Basically, the Device Description is a narrative. Technical writing is very different then writing a creative essay. While it can seem boring, there are techniques you can employ which will capture your reader’s attention to achieve your ultimate objective which is a 510(k) clearance. With Innolitics’ DYI 510(k) Accelerator, which features an actual AI/ML SaMD that was recently cleared by FDA, you will be stepping on road to success.

When I begin to write, I always start with an outline as described above. I will also pretend that I am actually in the same room with the FDA Reviewer. I constantly keep in mind my audience. When the FDA opens up your device description, that person is trying to understand your device. At this juncture, the FDA is not skeptical or even critical. You should not begin with trying to impress the FDA. Rather you should keep it simple and clear. I actually pretend to listen to the questions that the FDA would be asking while they are reading my writing. I find that this technique helps me to concentrate and to remain focused.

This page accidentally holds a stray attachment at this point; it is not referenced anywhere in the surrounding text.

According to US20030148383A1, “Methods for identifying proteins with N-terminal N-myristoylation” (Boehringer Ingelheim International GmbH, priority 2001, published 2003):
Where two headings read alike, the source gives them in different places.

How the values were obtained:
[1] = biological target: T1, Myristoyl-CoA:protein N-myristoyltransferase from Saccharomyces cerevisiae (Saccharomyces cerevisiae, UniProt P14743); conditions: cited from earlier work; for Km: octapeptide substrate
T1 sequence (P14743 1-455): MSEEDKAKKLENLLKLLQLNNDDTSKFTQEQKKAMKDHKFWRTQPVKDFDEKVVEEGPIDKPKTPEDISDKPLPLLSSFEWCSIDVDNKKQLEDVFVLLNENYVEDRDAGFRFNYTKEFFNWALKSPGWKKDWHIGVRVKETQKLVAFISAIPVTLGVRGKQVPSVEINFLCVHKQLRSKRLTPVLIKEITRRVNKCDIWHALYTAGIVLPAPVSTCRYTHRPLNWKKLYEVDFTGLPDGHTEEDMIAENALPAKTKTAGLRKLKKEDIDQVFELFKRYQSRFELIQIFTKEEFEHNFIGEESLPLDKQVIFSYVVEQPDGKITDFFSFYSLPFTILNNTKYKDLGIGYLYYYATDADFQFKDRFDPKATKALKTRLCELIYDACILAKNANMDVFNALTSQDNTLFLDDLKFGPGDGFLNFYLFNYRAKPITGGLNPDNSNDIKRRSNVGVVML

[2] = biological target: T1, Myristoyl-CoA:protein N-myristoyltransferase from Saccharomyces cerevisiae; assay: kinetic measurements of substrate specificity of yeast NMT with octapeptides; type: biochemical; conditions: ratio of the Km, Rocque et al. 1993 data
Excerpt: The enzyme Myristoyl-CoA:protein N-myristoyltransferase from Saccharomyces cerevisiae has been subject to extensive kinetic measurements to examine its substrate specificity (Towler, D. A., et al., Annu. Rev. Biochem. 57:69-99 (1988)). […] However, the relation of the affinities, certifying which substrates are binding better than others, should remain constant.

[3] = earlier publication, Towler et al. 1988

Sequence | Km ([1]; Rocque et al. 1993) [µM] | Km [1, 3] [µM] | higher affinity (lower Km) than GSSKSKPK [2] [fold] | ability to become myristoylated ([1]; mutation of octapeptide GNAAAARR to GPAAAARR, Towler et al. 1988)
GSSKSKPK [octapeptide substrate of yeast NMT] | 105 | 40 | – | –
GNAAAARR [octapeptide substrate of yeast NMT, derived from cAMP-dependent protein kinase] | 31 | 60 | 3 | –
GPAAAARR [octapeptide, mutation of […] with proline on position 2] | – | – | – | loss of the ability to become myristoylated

Based upon my record of successful submissions to the FDA, I believe that the FDA truly appreciates documents that are organized and easy to understand. The life of a FDA Scientific Reviewer is not easy. Their calendar is blocked full of demands and deadlines such as 510(k) submissions, PMA Supplements, IDE applications, and Q-SUB Meetings, etc. With that being said, the Device Description, which is located with Innoltics’ DIY 510(k) Accelerator, does a very good job of illustrating this principle. It is functions as both an example and a template.